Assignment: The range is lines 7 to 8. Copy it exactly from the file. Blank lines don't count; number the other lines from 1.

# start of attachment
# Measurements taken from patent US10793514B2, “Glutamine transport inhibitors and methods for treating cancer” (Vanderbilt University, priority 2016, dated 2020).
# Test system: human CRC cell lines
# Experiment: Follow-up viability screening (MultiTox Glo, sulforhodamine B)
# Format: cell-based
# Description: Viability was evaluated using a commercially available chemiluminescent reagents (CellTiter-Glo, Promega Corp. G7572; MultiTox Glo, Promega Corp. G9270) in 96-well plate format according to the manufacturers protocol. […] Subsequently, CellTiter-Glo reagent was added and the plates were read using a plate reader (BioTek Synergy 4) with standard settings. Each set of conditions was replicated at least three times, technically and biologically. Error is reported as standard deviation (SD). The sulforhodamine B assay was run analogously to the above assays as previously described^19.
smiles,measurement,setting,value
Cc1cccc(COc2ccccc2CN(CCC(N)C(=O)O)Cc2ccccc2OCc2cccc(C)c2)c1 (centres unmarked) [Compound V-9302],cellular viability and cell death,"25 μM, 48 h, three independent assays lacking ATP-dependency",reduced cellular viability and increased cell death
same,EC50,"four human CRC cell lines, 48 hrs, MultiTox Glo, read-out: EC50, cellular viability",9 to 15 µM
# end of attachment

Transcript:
Cc1cccc(COc2ccccc2CN(CCC(N)C(=O)O)Cc2ccccc2OCc2cccc(C)c2)c1 (centres unmarked) [Compound V-9302],cellular viability and cell death,"25 μM, 48 h, three independent assays lacking ATP-dependency",reduced cellular viability and increased cell death
same,EC50,"four human CRC cell lines, 48 hrs, MultiTox Glo, read-out: EC50, cellular viability",9 to 15 µM